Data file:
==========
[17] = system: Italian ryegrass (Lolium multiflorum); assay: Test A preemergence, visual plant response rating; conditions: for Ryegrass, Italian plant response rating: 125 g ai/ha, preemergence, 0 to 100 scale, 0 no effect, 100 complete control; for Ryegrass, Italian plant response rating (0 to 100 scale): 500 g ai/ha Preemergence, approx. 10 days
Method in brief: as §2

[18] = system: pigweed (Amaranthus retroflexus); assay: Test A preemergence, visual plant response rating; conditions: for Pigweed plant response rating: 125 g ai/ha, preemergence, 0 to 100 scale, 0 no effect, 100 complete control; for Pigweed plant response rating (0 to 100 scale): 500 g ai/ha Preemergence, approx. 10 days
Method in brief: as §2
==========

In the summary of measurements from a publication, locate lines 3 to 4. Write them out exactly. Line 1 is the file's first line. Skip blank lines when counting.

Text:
[18] = system: pigweed (Amaranthus retroflexus); assay: Test A preemergence, visual plant response rating; conditions: for Pigweed plant response rating: 125 g ai/ha, preemergence, 0 to 100 scale, 0 no effect, 100 complete control; for Pigweed plant response rating (0 to 100 scale): 500 g ai/ha Preemergence, approx. 10 days
Method in brief: as §2